Plant lore, legends and lyrics

Front Cover
Sampson, Low, 1884 - 610 pages
 

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Contents

II
III
IV
7
V
19
VII
24
IX
38
X
62
XI
72
XXV
325
XXVI
344
XXVII
354
XXVIII
381
XXIX
387
XXX
394
XXXI
398
XXXII
419

XII
80
XIII
89
XIV
103
XV
114
XVI
134
XVIII
152
XIX
162
XX
174
XXI
234
XXII
260
XXIII
303
XXIV
311
XXXIII
453
XXXIV
459
XXXV
476
XXXVI
502
XXXVII
503
XXXVIII
528
XXXIX
554
XL
565
XLI
566
XLII
576
XLIII
582

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Popular passages

Page 515 - King Lear ' : — " How fearful And dizzy 'tis to cast one's eyes so low ! The crows and choughs that wing the midway air Show scarce so gross as beetles : half-way down Hangs one that gathers Samphire— dreadful trade 1 Methinks he seems no bigger than his head.
Page 62 - And I serve the Fairy queen, To dew her orbs upon the green : The Cowslips tall her pensioners be; In their gold coats spots you see ; Those be rubies, fairy favours : In those freckles live their savours.
Page 182 - brought a mixture of Myrrh and Aloes, about an hundred pound weight. Then took they the body of Jesus, and wound it in linen clothes with the spices, as the manner of Jews is to bury.
Page 202 - Where falls not hail, or rain, or any snow, Nor ever wind blows loudly, but it lies Deep-meadowed, happy, fair with orchard lawns, And bowery hollows crowned with Summer sea.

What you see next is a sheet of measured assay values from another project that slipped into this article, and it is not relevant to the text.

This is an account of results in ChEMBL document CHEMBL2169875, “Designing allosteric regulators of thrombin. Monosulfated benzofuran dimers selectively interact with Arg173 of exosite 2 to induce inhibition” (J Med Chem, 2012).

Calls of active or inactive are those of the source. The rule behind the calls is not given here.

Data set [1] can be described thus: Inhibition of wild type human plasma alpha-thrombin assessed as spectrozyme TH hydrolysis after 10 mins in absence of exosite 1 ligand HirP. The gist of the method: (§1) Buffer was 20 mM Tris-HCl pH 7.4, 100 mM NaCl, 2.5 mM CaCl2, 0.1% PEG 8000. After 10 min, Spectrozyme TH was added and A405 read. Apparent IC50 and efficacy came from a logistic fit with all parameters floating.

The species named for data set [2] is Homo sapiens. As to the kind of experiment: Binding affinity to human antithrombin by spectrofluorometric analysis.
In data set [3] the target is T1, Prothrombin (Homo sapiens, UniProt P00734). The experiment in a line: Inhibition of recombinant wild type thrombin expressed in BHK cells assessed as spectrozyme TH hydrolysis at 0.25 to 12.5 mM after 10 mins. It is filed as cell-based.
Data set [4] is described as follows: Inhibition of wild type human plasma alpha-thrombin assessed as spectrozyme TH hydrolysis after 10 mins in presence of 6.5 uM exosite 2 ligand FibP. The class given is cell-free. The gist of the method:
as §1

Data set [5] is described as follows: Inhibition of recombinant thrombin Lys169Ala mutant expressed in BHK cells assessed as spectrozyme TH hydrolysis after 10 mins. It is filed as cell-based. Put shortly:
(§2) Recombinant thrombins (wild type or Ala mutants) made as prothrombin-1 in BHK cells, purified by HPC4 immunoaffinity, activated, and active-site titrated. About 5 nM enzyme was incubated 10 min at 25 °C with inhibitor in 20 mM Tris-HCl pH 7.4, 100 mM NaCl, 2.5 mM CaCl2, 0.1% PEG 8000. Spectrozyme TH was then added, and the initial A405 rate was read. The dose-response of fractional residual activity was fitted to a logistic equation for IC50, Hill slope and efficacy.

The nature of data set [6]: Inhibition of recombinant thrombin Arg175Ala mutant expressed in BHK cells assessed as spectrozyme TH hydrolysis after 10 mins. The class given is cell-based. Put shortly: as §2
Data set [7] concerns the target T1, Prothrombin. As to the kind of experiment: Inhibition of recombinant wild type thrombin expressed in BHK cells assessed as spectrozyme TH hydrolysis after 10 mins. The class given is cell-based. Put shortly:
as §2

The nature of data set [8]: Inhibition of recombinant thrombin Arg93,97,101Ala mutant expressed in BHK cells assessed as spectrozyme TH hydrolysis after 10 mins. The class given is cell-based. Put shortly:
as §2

Page 52 - I will plant in the wilderness the Cedar, the Shittah tree and the Myrtle, and the Oil tree ; I will set in the desert the Fir tree and the Pine, and the Box tree together (xli., 19). The glory of Lebanon shall come unto
Page 532 - and the fact has been dramatised by Shakspeare, that Glo'ster, when he was contemplating the death of Hastings, asked the Bishop of Ely for Strawberries. "My lord of Ely, when I was last in Holborn, I saw good Strawberries in your garden there.
Page 196 - down they cast Their crowns, inwove with Amaranth and gold— Immortal Amaranth, a flower which once In Paradise, fast by the tree of life, Began to bloom, but soon for man's offence To heaven removed, where first it grew.
Page 341 - We have been rambling all this night, And almost all this day; And now returned back again. We've brought you a branch of May. " A branch of May we have brought you, And at your door it stands ; It is but a sprout, but it's well budded out By the work of our Lord's hands.
Page 462 - Fetch me that flower — the herb I showed thee once; The juice of it, on sleeping eyelids laid, Will make or man or woman madly dote Upon the next live creature that it sees.
Page 432 - is grown, it is the greatest among herbs, and becometh a tree, so that the birds of the air come and lodge in the branches thereof

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